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Journal of Archaeological Science 36 (2009) 2689–2699 2695 Fig. 5. Scatter plot showing the d 1

Fig. 5. Scatter plot showing the d 15 N (A) and d 13 C (B) related to radiocarbon dating for males. Mean values with one standard deviation plotted to the right.

and even beaver ( Olsson, 1965 ). However, the Christian rules regarding the fast were strict and regulated the mammalian meat consumption. Although some bone debris show that marine proteins were consumed in Sigtuna this has failed to show up in the d 13 C values of the present study. The high d 15 N values together with the low d 13 C values indicate that most fish consumed in Sigtuna was from the nearby Lake Ma¨ laren, a brackish water inlet of the Baltic Sea during phases 1 and 2 but an isolated freshwater basin during the third phase while the consumption of fish from the Baltic Sea was low. The animal samples suggest close contact with freshwater resources, this indication is further strengthened by the negative d 13 C value from the pike, which are close to the freshwater sample in the reference material from Latvia.

6.1. Dietary patterns versus social structure

It seems conceivable that in the initial stages of Sigtuna’s development the observed social differences were also reflected in dietary habits. A comparison between the Nunnan block and Church 1 during the first phase reveals differences. The population buried at Nunnan included a larger part of vegetables in their diet than that buried in the central parts of the town. The results from Nunnan cast interesting light on the early urbanization in Sweden. The dietary pattern observed at the site is in agreement with chemical analyses of organic residue on pottery

from Eastern Middle Sweden dating to the period AD 500–1000 ( Isaksson, 2000 ). Isaksson (2000) found that a large part of the residue on pottery recovered in settlement contexts was of vege- table origin, thus questioning the often-claimed dependence on meat in the diet during that time-period. A higher frequency of residues indicating animal food sources was found in burial and other ritual contexts suggesting that animals were consumed on special occasions. The general dietary pattern at Nunnan – as reflected through bone chemistry – with an input of vegetables in the diet is in some accordance with these observations. Further- more, the results are in line with the dietary pattern at the rural cemetery Westerhus where a high input of cereals and vegetables was indicated by chemical analyses ( Iregren et al., 2000 ). The population buried at Church 1, phase 1 exhibits a different dietary composition. The d 15 N values were higher than those at Nunnan. For females the difference in means for d 15 N between the Nunnan and Church 1, Phase 1 is 1.94 & . The population of Church 1 during the earliest phase of Sigtuna exhibits a different dietary pattern than that at Nunnan and seems to have consumed protein of a higher d 15 N ratio more regularly. If animal protein is the main cause of these differences this is an interesting development compared to earlier periods where meat apparently was consumed more occa- sionally ( Isaksson, 2000 ). In the early stages of Sigtuna high status can be related to a higher ratio of animal protein in the diet, a rather commonly observed pattern ( Montanari, 1994 ; cf. Isaksson, 2000 ). Obviously, a social stratification had been established quite early in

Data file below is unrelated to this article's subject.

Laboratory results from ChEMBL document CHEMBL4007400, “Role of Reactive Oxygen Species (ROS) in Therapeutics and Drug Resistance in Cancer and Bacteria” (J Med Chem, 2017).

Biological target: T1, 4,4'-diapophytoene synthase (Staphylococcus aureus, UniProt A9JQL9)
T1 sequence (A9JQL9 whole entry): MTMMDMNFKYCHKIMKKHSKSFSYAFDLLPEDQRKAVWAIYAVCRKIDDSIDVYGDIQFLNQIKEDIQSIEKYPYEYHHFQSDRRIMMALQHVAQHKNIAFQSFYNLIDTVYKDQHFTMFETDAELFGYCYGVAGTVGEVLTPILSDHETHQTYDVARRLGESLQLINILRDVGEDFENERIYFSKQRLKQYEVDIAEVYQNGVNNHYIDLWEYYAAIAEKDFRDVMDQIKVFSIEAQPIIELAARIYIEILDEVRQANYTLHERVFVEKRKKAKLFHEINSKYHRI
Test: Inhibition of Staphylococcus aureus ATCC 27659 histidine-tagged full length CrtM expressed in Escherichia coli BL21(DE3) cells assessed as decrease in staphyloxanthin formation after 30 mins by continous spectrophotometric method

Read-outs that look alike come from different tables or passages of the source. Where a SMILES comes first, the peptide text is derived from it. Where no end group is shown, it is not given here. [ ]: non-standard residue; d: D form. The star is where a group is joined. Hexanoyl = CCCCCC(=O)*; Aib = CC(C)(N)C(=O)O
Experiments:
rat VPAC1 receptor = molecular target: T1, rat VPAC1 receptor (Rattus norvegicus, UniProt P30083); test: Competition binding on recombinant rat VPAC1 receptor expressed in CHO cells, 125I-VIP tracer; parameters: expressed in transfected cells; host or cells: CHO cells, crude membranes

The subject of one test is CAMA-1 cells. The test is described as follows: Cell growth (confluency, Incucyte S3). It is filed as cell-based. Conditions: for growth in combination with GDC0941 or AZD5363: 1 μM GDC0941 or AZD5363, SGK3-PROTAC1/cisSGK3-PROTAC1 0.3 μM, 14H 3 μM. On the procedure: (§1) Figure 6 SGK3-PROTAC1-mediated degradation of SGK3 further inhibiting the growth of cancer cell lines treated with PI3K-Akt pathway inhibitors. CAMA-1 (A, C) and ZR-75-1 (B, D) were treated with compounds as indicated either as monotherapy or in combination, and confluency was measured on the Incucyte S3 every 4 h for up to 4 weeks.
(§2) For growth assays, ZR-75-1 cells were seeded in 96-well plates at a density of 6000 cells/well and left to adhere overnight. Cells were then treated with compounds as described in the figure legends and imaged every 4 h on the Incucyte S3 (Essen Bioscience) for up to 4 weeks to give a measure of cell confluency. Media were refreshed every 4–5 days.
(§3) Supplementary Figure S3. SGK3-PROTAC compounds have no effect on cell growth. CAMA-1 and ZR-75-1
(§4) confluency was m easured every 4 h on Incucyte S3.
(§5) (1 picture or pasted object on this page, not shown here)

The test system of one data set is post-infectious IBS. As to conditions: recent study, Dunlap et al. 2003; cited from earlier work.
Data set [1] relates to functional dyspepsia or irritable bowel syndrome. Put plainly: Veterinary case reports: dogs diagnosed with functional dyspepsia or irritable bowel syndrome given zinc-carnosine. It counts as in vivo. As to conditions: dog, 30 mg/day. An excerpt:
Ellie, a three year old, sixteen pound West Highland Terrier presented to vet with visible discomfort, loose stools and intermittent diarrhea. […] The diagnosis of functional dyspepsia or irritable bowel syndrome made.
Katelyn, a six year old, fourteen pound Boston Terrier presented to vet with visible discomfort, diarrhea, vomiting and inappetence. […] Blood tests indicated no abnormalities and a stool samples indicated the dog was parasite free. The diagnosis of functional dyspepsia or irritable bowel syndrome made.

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/ Journal of Archaeological Science 36 (2009) 2689–2699 Fig. 6. Scatter plot showing the distribution of

Fig. 6. Scatter plot showing the distribution of the d 15 N and d 13 C values for females (A) and males (B), in addition to the faunal reference sample. Mean values plotted as unfilled symbols, with one standard deviation plotted for both axes.